Sunday, October 2, 2011

Goldring Travel's 2011 Food & Wine Cruise on the Seabourn Sojourn - Part VII


Later today will be a private Indian cooking demonstration by Chef Rajat, but more on that later.

First, we were up early for our private tour in Halifax to visit Peggy’s Cove…where the lighthouse that is on the Goldring Travel logo is located…so that we would miss the tour busses from the ships that were just arriving into Halifax so I could get some nice photos.  With our 8:00 a.m. start this should not be a problem.

So our guide, Gary, of Van Tours of Nova Scotia, said we had time to see some other sites and he was anxious, as I am a travel agent, to see what there was to offer my clients.  Having been on the Ensemble Experience the day before we were able to short circuit some of the stops, but what became obvious what that Gary knew his stuff, loved to research the history of the various places and was more comfortable discussing them rather than engaging in a boring and tedious drone.  It was refreshing.

One stop I never would have made was to Acadian Maple Products; a maple shop and processing facility.  While we didn’t see the facility and it clearly was geared up for tour buses, with rows of seating, the owner was interesting.  More importantly, he introduced me to Maple Wine.  Yep, it is just one of those things that you have to purchase when on a Food & Wine Cruise.  So, I bought two of their finest Acadian Maple Reserve vin d’erable (maple wine).  We most definitely will be tasting it at the Food & Wine Event onboard the Seabourn Sojourn as the cruise comes to an end.

After that we arrived at Peggy’s Cove…right behind two huge tour busses and with the place crawling with tourists like ants.  I was none too happy, but when I saw/heard a bad bagpiper and then a tacky, wacko, accordion “player” sitting right in the “money shot” of the lighthouse…at the same time…I said, “OMG, I am in Tourist Hell”.  Then I looked at the rocks under my feet and I saw the first true litter in Canada:  remnants of fireworks all over the place.  My mood switched very quickly to “How can the Canadian government allow this beautiful spot be treated this way?”

I got a few photos of me with “my” lighthouse that I will probably Photoshop all the other tourists out of and some other interesting shots working hard to eliminate the tourists, tourist signs and busses.  I just wish the place was a pretty as the photos made it out to be.



After walking through the “village” of alleged artisans, it was most definitely time to leave.

We doubled back to visit Ryer and Ryer Lobster Pound where we were greeted and entertained by its owner, Dave.  My friends had never been to a lobster pound, so Dave brought out the various sized lobsters and then a 15 pound behemoth before taking us around back to see his holding tank…where he keeps already sorted lobsters in crates floating in fresh seawater pumped and recirculated into a large tank (with large cooler units to be sure the lobsters do not get warm enough to start spawning).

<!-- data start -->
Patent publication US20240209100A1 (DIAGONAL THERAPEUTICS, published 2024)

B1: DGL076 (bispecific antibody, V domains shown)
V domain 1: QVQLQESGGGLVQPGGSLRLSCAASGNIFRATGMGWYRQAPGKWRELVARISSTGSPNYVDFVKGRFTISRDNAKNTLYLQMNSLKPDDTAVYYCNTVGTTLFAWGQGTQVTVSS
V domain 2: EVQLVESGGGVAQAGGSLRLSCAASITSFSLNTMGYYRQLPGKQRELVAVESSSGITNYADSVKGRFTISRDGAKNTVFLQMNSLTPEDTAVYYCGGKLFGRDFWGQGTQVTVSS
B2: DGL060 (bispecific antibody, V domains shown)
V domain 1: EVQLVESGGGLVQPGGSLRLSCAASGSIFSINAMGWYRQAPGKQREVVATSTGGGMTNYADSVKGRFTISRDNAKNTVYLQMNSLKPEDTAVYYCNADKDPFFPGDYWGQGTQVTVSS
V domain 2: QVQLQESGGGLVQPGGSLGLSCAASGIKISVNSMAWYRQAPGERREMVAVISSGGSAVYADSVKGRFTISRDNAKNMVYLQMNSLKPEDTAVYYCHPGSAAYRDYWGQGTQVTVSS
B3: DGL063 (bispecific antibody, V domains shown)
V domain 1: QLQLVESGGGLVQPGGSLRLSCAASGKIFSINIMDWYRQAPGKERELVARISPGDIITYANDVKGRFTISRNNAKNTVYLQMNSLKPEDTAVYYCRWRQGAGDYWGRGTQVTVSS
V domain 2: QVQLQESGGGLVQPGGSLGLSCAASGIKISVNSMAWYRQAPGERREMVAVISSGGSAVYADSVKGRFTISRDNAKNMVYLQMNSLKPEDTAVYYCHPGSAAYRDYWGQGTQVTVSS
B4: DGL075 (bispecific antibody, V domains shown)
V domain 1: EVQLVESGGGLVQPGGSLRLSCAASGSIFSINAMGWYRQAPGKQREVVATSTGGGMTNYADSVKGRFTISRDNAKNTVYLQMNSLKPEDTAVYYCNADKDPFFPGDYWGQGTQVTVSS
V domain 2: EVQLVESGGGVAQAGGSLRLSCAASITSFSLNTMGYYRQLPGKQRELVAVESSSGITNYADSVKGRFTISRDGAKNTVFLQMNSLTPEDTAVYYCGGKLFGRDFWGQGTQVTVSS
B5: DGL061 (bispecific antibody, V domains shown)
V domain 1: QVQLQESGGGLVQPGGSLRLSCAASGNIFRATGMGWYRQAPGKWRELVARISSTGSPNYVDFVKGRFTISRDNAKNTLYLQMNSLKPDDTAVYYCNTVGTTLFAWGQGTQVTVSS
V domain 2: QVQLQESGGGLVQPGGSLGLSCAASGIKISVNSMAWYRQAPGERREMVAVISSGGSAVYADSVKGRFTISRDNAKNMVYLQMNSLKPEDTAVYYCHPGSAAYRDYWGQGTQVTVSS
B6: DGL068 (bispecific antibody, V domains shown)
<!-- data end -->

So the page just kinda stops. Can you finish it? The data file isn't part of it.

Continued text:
As it was still fairly early in the morning (and we had to be back on board the Seabourn Sojourn for a 1:00 p.m. departure) a lobster lunch would have been a bit much.  However, a half dozen incredibly fresh oysters were perfect.

It was my friend’s first taste of fresh oysters…and after just one he knew it would not be his last!

After that it was a very pretty ride back to the ship.  As we started I shouted, "Stop the car!"  From the roadway I saw the view of the Peggy's Cove lighthouse that I wanted...but had never thought of.  


You just cannot plan or calculate beauty or natural photography.  (Please excuse the tourists...they will be Photoshopped out soon...naturally!)

Photo achieved, we continued our ride with Gary starting some interesting and entertaining discussions.    This day is another example of fancy or luxury or planned not necessarily being the best way to see a place.  We could have hired a nice sedan and a “trained” guide who followed a route (never doubling back!) and who would have found an “appropriate” place to dine…and we would have missed the good stuff.

Back on board we enjoyed our sail away heading to Bar Harbor, Maine, but I was focused on the first Goldring Travel Food & Wine Special Event:  Chef Rajat Adhikary’s Indian Cooking Demonstration in front of the show galley in the Colonnade.  Chef Rajat did more than demonstrate, he shared himself and how he became a chef (which started simply by helping his mother) and also gave some great insight into Indian spices and cooking.




Chef Rajat prepared Lamb Kofta with Green Chutney as well as Malabar Shrimp Curry with Steamed Basmati Rice.  (If you would like the recipes, which were provided to all of my guests, let me know and I can email them to you.).







These dishes were paired by Sommelier Tilmar Pfefferkorn with a very nice Riesling and Mezzomondo Negroamaro Salento, a fairly big and rustic red.

After the cooking demonstration Chef Rajat gave all of those interested a private tour of the main galley taking more than the usual amount of time as the interest of those attending was truly outstanding.

After an obviously light dinner it was time for a drink and then an early night, ending a very busy and great day.